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Only Here Podcast: Slowing The Flow Of Trash Across The US-Mexico Border

In this undated photo, a volunteer sits on one of the dozens of old tires used in a construction project in Tijuana's Los Laureles canyon.
Sam McLaughlin
In this undated photo, a volunteer sits on one of the dozens of old tires used in a construction project in Tijuana's Los Laureles canyon.
In this episode: A story about trash and dirt flowing from one side of the U.S.-Mexico border to the other, and two guys’ plan to stop it. The state of California spends $1.8 million annually on a system that keeps trash and dirt from clogging up the estuary in Border Field State Park, a park that butts up against the U.S.-Mexico border fence. The agency that takes care of the park, the Tijuana River National Estuarine Research Reserve, says the system has stopped approximately 2 million pounds of debris from entering the environmentally sensitive estuary. But the trash just keeps coming and coming, pouring through a culvert under the border that's connected to polluted canyons in Tijuana. And perpetually managing the pricey problem instead of actually solving the problem seems like the forever plan. That is, unless Steven Wright and Waylon Matson’s idea gets funded. The environmentalists want to use re-purposed trash from the canyon to build retaining walls and other structures in Tijuana's Los Laureles canyon that would prevent the trash and dirt from reaching the U.S. in the first place.

The state of California spends $1.8 million annually on a system that keeps trash and dirt from clogging up the estuary in Border Field State Park, a park that butts up against the U.S.-Mexico border fence.

Kids sit on the sign for Border Field State Park in this photo taken in 2015.
Chris Perigrin
Kids sit on the sign for Border Field State Park in this photo taken in 2015.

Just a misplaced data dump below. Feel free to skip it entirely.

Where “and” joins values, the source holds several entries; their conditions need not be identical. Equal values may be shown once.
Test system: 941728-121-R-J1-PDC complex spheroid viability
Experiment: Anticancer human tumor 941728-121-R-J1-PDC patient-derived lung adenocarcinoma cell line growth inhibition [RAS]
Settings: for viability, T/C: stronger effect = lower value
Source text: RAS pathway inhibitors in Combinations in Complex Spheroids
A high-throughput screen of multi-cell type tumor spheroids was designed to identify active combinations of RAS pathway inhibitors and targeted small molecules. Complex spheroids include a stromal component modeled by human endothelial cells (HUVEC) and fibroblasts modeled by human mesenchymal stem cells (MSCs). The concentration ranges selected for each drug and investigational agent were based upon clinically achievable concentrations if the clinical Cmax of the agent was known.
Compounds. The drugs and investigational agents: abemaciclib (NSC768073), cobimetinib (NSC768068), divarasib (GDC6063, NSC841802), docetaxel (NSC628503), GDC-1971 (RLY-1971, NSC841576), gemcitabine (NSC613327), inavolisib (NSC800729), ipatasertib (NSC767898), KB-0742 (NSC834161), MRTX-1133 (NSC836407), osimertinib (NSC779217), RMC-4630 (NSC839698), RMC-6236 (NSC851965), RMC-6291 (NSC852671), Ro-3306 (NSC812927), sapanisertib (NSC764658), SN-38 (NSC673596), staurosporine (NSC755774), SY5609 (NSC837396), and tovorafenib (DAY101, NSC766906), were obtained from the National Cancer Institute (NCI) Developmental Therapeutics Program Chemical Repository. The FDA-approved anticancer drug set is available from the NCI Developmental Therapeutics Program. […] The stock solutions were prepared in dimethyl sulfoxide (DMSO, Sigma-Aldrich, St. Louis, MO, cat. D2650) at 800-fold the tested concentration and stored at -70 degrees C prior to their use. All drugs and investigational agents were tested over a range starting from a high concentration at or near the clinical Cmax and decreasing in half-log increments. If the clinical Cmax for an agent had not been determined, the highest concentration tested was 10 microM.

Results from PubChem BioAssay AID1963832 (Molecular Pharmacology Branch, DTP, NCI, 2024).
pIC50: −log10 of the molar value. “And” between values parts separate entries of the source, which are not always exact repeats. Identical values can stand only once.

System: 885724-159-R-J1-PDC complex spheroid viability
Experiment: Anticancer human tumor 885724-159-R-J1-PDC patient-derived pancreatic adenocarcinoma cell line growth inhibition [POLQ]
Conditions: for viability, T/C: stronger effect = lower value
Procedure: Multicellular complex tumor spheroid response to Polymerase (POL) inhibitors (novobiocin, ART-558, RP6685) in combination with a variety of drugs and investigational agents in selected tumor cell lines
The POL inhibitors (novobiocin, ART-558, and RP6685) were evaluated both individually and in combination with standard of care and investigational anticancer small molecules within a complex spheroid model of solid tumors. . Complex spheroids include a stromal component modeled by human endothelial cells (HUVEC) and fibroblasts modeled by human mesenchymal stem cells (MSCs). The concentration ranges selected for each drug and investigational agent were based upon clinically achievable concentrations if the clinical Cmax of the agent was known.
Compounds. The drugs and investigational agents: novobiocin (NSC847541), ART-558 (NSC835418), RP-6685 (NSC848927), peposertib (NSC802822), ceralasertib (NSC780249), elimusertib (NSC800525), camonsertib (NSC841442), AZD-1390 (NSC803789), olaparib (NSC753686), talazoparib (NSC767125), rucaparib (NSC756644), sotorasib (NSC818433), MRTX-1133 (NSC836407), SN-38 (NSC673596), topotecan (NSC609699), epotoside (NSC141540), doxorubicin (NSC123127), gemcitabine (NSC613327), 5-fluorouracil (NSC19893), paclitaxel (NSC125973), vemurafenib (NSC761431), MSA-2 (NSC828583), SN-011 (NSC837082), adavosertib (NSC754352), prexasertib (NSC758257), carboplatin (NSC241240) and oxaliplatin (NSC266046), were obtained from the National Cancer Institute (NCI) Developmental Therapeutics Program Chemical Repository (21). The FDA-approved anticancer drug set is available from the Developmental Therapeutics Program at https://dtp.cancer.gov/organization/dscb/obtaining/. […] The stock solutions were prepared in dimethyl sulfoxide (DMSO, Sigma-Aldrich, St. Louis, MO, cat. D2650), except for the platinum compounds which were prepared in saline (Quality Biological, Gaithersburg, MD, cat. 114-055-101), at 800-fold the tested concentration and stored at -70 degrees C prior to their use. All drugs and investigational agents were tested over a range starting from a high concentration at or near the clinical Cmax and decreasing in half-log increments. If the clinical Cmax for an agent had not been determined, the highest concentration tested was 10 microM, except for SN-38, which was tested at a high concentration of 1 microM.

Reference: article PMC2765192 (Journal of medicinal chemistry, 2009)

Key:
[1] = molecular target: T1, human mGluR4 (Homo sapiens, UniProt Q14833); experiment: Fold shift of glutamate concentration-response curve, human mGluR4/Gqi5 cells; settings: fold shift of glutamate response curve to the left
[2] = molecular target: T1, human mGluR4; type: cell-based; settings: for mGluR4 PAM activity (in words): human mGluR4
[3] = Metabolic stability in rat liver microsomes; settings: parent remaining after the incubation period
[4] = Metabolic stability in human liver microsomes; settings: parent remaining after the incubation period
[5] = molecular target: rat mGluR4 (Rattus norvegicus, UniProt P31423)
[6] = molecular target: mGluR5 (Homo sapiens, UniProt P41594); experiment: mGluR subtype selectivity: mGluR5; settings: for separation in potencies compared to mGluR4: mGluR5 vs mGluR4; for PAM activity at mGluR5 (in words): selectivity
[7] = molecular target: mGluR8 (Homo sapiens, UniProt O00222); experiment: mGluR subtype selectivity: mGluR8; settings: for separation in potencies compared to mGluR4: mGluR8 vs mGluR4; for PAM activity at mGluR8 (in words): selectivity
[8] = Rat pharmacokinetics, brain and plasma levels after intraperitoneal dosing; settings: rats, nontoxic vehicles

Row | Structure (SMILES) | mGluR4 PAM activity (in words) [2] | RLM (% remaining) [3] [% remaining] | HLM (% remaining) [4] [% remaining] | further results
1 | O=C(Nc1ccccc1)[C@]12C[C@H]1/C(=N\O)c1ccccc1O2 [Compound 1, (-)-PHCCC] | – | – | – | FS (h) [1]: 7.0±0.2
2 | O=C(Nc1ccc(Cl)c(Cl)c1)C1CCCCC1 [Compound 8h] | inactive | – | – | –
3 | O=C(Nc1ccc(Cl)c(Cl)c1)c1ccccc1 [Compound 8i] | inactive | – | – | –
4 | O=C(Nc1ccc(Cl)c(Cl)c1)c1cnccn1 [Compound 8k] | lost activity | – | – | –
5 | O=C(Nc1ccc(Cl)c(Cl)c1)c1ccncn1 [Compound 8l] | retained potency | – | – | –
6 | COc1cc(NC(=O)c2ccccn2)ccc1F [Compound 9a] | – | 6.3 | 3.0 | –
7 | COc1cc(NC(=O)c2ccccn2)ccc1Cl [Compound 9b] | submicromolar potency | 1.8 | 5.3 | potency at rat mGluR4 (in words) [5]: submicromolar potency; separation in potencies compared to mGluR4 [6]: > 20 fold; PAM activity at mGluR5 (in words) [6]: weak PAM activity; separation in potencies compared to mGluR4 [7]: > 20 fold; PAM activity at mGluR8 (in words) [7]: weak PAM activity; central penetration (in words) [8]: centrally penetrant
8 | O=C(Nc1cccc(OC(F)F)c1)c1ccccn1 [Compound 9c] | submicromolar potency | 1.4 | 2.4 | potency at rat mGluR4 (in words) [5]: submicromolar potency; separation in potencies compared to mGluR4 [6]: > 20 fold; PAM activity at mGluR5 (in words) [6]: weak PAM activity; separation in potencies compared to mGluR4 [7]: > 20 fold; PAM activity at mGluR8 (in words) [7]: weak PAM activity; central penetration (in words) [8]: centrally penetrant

The agency that takes care of the park, the Tijuana River National Estuarine Research Reserve, says the system has stopped approximately two million pounds of debris from entering the environmentally sensitive estuary.

But the trash just keeps coming and coming, pouring through a culvert under the border fence that's connected to polluted canyons in Tijuana. And perpetually managing the pricey problem instead of actually solving the problem seems like the forever plan.

That is unless Steven Wright and Waylon Matson’s idea gets funded. The environmentalists want to use repurposed trash from the canyon to build retaining walls and other structures in Tijuana's Los Laureles Canyon that would prevent the trash and dirt from reaching the U.S. in the first place.

Trash spills down a hillside of Tijuana's Los Laureles canyon in this photo taken July 26, 2019.
Kinsee Morlan
Trash spills down a hillside of Tijuana's Los Laureles canyon in this photo taken July 26, 2019.

On a new episode of "Only Here," a KPBS podcast about the unexplored subcultures, creativity and struggles at the U.S.-Mexico border, a story about trash and dirt flowing from one side of the border to the other, and how two guys plan to stop it.